St. Mark’s Basilica is a beautiful church that dominates St. Marks Square in Venice.
Being eager to begin our exploration of Venice we picked up a water taxi from the cruise port. It retraced our earlier route from a sea-level perspective and deposited us near a large statue of Victor Emmanuel. He served as the first king of Italy when the various Italian city-states were united in the mid 1800s.
I took this photo of King Emmanuel charging into battle with his sword raised and horse’s tail flying.
Another photo of Emmanuel’s imposing horse in the waterfront monument in Venice.
In addition to an imposing horse and Victor, the statue features Venice, represented as a woman, and St. Mark, represented as a winged lion, book-ending the monument. On one end, the lion bites through the chains of Austrian oppression while Venice looks on in a tattered dress with one breast hanging out; on the other end he roars in victory and Venice is fully clothed in an expensive dress.
While St. Mark the lion chews through the chains of Austrian oppression,Venice looks depressed and disheveled in this photo of the Victor Emmanuel statue in Venice. (Photo by Peggy Mekemson.)
St. Mark, with his representational lion, is the protector of Venice. The lion can be found almost everywhere. Mark, of Matthew, Mark, Luke and John, supposedly came through the region when it was a swamp and gave his blessing. This justified two Venetian merchants turning into grave robbers and stealing the body from Alexandria in 828 AD. They slipped Mark into a pork barrel for transport. Moslems consider pork unclean so the barrel was unlikely to be checked by the local officials.
Mark made it safely to Venice in his smelly container, was presented to the Doge of Venice, and was subsequently buried under what would become St. Mark’s Basilica located on St. Mark’s Square, which was our objective for the day.
Along the way we would pass by the Bridge of Sighs and the Doge’s Palace. We would also walk on water. Actually we walked on tables that are placed in the square to help people avoid the Adriatic Sea, which is a regular visitor. Between Venice sinking some nine inches per century, high tides, and global warming, floods have become a serious problem for the city.
Peggy, Kathi Saage and Frances Dallen pose in front of the Bridge of Sighs. They aren’t sighing but they are cold. A gondolier lurks in the background. I suspect he was cold as well.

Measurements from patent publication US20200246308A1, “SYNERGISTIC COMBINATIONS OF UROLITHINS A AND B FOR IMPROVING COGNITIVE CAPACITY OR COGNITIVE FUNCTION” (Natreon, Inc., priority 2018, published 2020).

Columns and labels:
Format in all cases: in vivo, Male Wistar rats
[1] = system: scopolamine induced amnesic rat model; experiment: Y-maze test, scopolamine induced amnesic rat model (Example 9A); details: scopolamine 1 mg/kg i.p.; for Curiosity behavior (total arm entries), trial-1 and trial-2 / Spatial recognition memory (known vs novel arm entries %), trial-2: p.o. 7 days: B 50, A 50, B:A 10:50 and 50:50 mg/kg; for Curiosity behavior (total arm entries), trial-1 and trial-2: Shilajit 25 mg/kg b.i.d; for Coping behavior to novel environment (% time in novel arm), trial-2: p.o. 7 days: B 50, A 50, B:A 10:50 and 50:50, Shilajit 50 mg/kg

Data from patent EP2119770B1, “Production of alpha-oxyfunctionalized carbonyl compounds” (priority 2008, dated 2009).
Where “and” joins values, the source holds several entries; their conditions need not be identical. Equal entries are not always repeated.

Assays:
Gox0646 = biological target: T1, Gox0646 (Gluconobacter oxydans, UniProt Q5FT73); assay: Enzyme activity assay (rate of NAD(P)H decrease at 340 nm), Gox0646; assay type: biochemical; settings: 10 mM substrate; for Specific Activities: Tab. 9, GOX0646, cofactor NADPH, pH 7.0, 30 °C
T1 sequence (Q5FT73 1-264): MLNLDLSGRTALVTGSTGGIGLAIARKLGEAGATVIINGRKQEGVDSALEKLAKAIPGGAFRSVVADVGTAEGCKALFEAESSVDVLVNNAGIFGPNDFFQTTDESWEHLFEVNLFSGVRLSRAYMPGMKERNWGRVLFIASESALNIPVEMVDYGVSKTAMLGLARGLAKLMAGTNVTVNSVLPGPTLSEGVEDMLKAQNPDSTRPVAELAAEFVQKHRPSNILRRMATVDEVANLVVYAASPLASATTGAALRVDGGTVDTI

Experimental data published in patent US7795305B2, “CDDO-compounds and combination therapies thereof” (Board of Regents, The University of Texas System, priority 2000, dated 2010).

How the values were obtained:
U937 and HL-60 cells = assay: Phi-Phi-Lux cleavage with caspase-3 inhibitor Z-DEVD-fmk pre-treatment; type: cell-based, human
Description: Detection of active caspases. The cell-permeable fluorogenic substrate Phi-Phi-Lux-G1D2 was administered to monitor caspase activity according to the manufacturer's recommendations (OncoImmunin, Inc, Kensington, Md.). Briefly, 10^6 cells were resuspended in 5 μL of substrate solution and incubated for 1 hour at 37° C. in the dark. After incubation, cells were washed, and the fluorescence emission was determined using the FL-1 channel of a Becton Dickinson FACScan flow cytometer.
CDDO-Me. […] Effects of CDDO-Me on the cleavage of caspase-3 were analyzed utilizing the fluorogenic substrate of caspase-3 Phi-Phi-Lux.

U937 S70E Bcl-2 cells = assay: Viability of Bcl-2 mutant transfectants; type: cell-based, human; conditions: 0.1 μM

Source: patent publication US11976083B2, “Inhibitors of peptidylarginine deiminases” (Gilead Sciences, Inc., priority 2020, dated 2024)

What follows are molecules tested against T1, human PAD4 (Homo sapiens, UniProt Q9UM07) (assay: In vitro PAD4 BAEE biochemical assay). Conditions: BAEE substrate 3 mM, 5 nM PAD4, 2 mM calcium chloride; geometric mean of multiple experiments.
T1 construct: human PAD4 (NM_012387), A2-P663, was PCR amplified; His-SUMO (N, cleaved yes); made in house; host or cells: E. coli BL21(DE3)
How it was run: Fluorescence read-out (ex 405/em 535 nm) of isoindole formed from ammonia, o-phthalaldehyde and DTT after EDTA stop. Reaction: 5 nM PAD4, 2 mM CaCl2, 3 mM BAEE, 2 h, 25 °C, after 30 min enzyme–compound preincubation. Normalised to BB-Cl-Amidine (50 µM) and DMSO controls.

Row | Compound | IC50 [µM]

The Bridge of Sighs was so named because prisoners, condemned in the Doge’s Palace, could have their last look at freedom as they crossed the bridge from the Palace to the prison. Supposedly they sighed. It took a poet, Lord Byron, to give the bridge its name.
The Doge’s Palace once served as the center of government for Venice and was home of the Doge, the most powerful man in Venice at the time and therefore one of the most powerful men in the western world. Today the palace is a museum filled with magnificent art. (Photo by Peggy Mekemson.)
A rather furry Neptune, symbol of Venice’s sea power, welcomes visitors to the Doge’s Palace.
A view of the inner courtyard of the Doge’s Palace in Venice.
St. Mark’s Basilica, located next to the Doge’s Palace is Byzantine in appearance. (Photo by Peggy Mekemson)
An evening view of the colorful St. Marks Basilica in Venice. The bronze horses on the upper right were stolen from Constantinople during the Fourth Crusade when Venice was supposed to be helping Constantinople, not plundering it. But then, if your church is built on the stolen bones of a Saint, why not? (grin)
St. Mark’s Basilica and street lamps by night.
The Campanile is a prominent St. Mark’s Square and Venice landmark. In 1902 it came tumbling down and had to be replaced.
This clock tower is another well-known land mark in St. Mark’s Square. Note the winged lion and the digital clock with Roman Numerals. The bronze bell ringers on top and the astrological clock at the bottom are also impressive.
As I mentioned, Venice is subject to frequent floods. Global warming has added to this problem. This shot, taken just below the Clock Tower in St. Mark’s Square, shows people using the table walkways and walking through the water.
I’ll close with this flood photo I took in St. Mark’s Square that reflects both lamp posts and walls located in the Square.
NEXT BLOG: The striking and practical canals of Venice.
4 thoughts on “Venice: Winged Lions and A Pork Barrel Saint… Sea Ports of the Mediterranean”
Your first photo opening this informative blog was spectacular. The colors, richness and textures are deep… I have seen photos of the sea level rising and flooding Venice. I would be curious to know how the merchants and restaurants can stay in business…isn’t the water commingled with the water from the canal?
Drinking water comes in from an aqueduct coming down from the mountains, Koji. There is no sewer smell so Venice must do a good job with its waste water. A new gate system is being created to automatically go up when water is high. It will be interesting to see if it works. As for the canals, they have always opened to the sea. And thanks for your comment on the photo.
Ok, I am now convinced I must start making a plan to visit Europe and definitely include Venice in the trip..The pictures you took are amazing and the smiles on the pretty ladies faces tells me all I need to know..A great time is had by all in Venice!!
While I have been in Europe a few times over the years, Lynne, I was intrigued by the list of cities that were included on the cruise itinerary when my brother-in-law asked if we would like to join him. Most of the cities were places I hadn’t been. We jumped on the opportunity even though cruising isn’t my preferred mode of travel. It has been fun sharing our experiences.